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Welfare cuts are a ticking time bomb

October 26, 2012

The people of Newcastle could pay a heavy price for welfare reform.

It must have sounded like a great idea around the coalition Cabinet table. Slashing the welfare bill to force ‘workshy scroungers’ into ‘proper jobs’ so they are no longer dependent on taxpayers’ handouts would surely play well with Daily Mail reading middle England.

No matter that in some parts of the country ‘proper jobs’ are in short supply. Why worry if the people worst affected are neither workshy nor scroungers, but people experiencing genuine hardship in desperate need of help?

Of course the Government will argue that the nation’s huge benefits bill has to be slashed because public spending cuts are an essential part of their economic recovery plan.  Somehow I find it hard to see the logic of how reducing the amount of money people have to spend leads to economic growth – but then I’m not one of those fancy bankers or economists  who have so ‘expertly’ steered the economy to its current state.

What I do know is that in Newcastle benefit cuts will take over £83m out of our local economy over the next four years.  That’s £83m taken out of the pockets of people who are in greatest need, and £83m that they will no longer be able to spend with local shops and businesses.

And our research suggests that the impact of taking that amount of money from our economy will be the loss of nearly 2,000 jobs, which in turn will deprive the city of another £20m.  And so it goes on – a spiral of decline that seems as far removed from economic stimulus as I can possibly imagine.

The people at the sharp end of this are of course those people who currently receive benefits. The people who are often condemned for their idleness and indolence.

People like Linda and Gary, a couple in their 50s. Gary’s crippling arthritis means he can’t work so he receives an Employment Support Allowance and Disability Living Allowance. Linda works hard to make ends meet with a part time job paid at the minimum wage of £6 per hour. Because of their limited income they also get some help with rent and council tax. After paying the remainder of their rent and council bill they are left with £248.56p per week. Under the Government’s reforms Gary will face a tough reassessment of his medical condition. The Government intends to save over 20% of the benefit it pays to people with disabilities so many people who have serious conditions are likely to lose out. If Gary is one of the unlucky ones and is deemed not to qualify for the new Personal Independence Payment the couple’s income will fall to just £113 a week.

Or how about Susan, a hard working lone parent with two young daughters aged 5 and 7.  Susan works a full 35 hour week earning £10,920 per annum – that’s the minimum wage. To be able to work Susan has to pay for a child minder and because of her low wage she really depends on the help she gets from Child Benefit, Working Tax Credit, Child Tax Credit and Housing and Council Tax benefit that mean she can make ends meet. A new Universal Credit might simplify the system, but once the Government cuts have eaten away at Susan’s meagre income, she will be £1,729 a year worse off  – close to the breadline, unable to afford the childcare she needs to work and fighting to keep a home for her family.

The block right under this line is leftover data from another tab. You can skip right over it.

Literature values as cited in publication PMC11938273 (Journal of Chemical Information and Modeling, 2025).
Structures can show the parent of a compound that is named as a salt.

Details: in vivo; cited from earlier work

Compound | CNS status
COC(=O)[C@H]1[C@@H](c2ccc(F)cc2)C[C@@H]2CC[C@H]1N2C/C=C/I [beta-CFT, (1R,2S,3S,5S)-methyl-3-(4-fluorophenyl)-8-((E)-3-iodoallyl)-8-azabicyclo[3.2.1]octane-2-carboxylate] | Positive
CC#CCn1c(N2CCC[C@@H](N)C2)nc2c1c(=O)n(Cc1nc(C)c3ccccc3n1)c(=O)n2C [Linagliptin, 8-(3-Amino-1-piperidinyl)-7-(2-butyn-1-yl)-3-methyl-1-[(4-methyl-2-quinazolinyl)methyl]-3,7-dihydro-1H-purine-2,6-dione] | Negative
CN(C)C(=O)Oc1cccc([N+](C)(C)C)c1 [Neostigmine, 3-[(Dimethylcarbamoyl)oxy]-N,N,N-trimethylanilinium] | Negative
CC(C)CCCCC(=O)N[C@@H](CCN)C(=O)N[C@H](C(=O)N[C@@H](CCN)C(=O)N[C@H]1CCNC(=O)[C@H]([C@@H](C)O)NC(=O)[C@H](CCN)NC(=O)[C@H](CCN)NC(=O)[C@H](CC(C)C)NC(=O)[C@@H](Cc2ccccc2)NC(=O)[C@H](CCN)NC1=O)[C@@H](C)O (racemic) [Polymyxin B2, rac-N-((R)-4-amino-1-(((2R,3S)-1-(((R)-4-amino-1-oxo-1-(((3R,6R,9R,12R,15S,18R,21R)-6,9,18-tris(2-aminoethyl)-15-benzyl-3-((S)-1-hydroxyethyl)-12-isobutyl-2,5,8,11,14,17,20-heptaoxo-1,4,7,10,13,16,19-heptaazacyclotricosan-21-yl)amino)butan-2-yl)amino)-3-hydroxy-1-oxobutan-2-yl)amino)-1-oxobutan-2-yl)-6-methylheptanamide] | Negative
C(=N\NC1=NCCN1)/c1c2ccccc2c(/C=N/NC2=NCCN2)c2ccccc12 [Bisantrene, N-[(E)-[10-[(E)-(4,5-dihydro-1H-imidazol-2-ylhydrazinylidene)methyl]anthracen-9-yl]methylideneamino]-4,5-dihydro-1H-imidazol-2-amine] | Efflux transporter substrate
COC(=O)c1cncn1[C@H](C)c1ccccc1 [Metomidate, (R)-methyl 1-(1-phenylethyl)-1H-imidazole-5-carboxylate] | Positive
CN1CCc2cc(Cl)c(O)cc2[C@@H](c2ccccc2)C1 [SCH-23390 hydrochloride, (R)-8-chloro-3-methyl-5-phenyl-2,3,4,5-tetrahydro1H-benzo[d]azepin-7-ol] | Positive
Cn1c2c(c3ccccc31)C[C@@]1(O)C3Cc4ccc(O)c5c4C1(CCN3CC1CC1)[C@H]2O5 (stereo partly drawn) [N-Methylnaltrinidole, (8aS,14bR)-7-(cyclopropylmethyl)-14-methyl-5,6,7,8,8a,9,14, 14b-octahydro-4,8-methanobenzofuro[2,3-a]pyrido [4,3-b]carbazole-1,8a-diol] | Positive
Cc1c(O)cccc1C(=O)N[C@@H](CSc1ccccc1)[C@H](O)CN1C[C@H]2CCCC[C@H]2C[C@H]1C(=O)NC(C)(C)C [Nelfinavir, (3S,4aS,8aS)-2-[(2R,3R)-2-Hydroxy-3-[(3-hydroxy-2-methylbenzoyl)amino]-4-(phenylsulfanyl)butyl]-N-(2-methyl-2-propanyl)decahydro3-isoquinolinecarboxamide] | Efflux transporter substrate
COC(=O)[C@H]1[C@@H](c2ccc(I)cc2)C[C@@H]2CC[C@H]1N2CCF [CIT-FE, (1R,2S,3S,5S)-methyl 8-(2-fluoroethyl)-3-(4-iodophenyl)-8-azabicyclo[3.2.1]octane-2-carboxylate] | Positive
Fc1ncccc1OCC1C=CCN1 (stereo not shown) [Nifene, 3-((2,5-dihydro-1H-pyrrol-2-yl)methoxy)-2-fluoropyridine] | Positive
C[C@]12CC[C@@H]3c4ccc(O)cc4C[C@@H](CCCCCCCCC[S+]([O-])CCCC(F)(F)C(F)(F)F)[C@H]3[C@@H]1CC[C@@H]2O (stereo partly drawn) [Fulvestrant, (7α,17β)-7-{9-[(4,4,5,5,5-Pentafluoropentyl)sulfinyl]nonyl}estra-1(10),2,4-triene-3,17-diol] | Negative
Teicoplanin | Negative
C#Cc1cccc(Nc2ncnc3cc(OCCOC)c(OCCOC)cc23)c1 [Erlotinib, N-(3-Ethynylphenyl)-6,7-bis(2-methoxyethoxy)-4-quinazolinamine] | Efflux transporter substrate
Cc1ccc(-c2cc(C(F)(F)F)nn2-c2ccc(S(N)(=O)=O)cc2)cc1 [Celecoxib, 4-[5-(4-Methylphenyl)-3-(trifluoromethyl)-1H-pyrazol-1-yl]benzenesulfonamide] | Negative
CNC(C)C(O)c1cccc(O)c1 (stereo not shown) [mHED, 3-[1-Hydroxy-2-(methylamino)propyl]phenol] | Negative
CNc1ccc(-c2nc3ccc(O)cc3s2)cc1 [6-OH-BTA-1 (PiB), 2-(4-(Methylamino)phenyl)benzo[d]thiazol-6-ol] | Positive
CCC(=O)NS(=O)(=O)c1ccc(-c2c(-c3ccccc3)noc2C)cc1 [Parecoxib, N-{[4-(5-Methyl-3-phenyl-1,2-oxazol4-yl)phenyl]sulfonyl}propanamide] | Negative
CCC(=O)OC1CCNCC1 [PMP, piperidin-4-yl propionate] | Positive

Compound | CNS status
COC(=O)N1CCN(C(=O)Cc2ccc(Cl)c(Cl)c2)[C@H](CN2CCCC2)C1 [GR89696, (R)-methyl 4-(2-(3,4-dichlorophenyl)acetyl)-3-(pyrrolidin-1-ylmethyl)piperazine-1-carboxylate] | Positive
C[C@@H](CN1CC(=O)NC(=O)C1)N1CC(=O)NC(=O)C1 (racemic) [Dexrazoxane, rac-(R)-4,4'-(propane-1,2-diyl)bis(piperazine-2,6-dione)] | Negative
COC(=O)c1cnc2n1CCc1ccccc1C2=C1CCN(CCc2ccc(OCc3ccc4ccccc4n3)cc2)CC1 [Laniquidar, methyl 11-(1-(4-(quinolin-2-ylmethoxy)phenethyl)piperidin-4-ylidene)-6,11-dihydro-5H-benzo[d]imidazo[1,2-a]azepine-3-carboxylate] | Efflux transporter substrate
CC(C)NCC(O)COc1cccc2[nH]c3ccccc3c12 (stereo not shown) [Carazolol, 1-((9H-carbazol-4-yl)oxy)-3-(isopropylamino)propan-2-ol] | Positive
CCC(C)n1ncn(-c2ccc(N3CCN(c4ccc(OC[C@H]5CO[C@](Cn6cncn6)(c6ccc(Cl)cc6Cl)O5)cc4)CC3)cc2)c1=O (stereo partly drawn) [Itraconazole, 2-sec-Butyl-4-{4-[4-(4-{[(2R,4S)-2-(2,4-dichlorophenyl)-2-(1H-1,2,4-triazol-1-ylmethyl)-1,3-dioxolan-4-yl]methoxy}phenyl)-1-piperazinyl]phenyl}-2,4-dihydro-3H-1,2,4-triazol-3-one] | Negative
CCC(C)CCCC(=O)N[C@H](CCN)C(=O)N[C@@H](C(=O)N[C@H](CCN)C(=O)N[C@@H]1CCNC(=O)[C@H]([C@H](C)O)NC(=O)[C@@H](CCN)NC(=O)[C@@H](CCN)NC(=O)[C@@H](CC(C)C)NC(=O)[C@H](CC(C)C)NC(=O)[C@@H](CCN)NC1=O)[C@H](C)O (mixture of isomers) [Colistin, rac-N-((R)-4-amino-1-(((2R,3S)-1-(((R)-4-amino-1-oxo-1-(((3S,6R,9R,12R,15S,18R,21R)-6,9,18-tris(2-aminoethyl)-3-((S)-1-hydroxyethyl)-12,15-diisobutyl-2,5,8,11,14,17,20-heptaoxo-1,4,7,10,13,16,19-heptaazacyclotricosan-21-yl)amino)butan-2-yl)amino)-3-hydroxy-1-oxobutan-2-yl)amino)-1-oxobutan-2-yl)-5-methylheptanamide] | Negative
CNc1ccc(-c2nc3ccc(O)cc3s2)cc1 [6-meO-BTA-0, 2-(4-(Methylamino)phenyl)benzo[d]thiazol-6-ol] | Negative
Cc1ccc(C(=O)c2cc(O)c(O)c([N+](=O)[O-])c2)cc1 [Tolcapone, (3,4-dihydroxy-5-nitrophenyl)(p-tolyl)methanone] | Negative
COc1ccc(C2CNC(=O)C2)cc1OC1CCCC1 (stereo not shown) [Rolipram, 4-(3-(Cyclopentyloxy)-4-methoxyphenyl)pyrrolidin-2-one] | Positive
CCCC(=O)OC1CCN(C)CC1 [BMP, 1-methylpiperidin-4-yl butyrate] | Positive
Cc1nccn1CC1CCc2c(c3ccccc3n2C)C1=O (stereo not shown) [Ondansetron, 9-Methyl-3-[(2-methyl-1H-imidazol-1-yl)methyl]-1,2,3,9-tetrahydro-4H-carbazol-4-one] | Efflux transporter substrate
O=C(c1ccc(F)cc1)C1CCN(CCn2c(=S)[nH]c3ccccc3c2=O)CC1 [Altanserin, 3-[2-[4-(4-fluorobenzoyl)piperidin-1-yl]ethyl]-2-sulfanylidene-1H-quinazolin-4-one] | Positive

Or consider people like the Jones family. Mr and Mrs Jones are both unemployed and devote their time to caring for their disabled daughter Jane. The family currently receive £56.63 Disability Living Allowance for Jane,  but when they are transferred across to Universal Credit their allowance will be reduced to £28.15. By the time Jane reaches 16 the family will have lost out on a staggering £20,000 which could have been used to help give Jane the best possible start in life. It risks robbing Jane of the opportunity to build an independent, good quality of life in adulthood – and could lead to her being more reliant on expensive care in the future.

You see the big problem with Britain’s descent below the breadline is that most of the victims are not cheats and scroungers. They are people like Gary and Linda, Susan and the Jones family  – people like our friends, our neighbours, our families. People like you and me.

Welfare cuts are insidious. There will not be a big bang change, but the cuts will creep up on us, one after the other, til one day we will we look out on broken and divided communities and wonder quite how we ended up here.

One after another the cuts will mount – a switch to the cheaper Consumer Price Index as the measure for updating benefits rather than the retail price index cuts £5.8billion at a stroke.

Reassessing everyone on invalidity and disability benefit with a target of reducing entitlement by 20%. A new lower benefit cap on how much one family or one person can claim and, as part of the introduction of the streamlined Universal Credit, every level of benefit will be reviewed and reduced and people will have to prove greater hardship before they can claim.

Nobody doubts the welfare bill is too high, nor challenges the need to cut public spending. But we all have a right to expect that such massive change is sensitive to the plight of people in real need.  Our welfare state is something of which our nation should be proud. Its dismantling is not to be taken lightly.

In this age of quantitative easing and bank bail outs a new social divide is emerging. Backhanders for bankers and business sit uncomfortably alongside cuts for the poor. Did someone say we’re all in this together?

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